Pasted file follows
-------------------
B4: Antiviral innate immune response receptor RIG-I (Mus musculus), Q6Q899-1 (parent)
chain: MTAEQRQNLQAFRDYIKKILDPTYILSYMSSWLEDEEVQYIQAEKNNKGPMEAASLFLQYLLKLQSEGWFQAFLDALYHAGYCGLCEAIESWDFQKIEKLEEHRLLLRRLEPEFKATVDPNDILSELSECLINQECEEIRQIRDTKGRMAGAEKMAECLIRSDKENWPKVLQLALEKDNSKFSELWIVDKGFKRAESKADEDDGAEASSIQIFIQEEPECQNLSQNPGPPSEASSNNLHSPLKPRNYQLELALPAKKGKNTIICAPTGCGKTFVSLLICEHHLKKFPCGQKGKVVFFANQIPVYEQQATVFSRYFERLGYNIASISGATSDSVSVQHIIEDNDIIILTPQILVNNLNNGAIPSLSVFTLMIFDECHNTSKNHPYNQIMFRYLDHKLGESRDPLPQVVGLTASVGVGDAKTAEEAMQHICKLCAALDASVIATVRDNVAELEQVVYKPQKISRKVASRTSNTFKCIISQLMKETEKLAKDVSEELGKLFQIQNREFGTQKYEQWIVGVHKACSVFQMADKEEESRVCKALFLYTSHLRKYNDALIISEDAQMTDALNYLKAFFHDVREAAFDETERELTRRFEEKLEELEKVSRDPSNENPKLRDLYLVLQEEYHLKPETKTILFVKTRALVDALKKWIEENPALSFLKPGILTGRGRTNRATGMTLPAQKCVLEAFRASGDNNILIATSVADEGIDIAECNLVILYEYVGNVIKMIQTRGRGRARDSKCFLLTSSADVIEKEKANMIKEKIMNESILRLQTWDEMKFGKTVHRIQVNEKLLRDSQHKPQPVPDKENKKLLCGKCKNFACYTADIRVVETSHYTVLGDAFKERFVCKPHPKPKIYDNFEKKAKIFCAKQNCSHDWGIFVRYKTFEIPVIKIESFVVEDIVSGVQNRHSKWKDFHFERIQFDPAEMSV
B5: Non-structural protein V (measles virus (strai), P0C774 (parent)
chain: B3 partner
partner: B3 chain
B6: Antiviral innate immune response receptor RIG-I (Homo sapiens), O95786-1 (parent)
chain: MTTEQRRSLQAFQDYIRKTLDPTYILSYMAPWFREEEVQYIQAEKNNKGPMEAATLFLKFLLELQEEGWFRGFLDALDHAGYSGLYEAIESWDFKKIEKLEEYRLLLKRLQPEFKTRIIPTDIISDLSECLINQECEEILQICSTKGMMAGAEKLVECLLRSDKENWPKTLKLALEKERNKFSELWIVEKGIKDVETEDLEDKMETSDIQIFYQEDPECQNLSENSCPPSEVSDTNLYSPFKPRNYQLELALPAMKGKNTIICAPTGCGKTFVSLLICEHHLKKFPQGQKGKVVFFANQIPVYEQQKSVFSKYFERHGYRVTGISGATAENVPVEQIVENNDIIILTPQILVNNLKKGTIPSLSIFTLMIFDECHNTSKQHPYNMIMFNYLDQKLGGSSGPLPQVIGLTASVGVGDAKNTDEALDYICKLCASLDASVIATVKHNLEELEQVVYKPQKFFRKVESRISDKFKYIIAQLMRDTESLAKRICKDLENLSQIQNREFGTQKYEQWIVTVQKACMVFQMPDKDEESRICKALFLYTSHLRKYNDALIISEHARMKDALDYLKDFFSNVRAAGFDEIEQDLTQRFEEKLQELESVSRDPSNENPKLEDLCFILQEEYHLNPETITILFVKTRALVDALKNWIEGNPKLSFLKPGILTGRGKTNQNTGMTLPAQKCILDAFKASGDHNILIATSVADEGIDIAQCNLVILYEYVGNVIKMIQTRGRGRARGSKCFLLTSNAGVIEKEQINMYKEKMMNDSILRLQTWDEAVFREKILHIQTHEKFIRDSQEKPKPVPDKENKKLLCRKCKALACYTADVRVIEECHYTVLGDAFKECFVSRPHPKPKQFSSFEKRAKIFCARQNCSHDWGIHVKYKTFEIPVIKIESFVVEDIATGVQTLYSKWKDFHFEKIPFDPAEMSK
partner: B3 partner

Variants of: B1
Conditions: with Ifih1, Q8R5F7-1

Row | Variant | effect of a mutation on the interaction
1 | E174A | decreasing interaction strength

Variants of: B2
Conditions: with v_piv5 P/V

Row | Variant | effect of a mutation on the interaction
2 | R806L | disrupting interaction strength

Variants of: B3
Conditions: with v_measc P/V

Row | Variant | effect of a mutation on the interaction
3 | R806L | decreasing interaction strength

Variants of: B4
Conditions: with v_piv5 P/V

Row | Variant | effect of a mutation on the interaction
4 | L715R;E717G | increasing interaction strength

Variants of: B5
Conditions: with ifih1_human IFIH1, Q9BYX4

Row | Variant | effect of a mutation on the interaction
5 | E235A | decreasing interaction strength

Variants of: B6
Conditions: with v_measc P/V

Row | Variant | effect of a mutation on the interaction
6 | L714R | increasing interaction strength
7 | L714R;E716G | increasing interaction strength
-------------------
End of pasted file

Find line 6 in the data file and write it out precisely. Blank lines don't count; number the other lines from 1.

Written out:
B6: Antiviral innate immune response receptor RIG-I (Homo sapiens), O95786-1 (parent)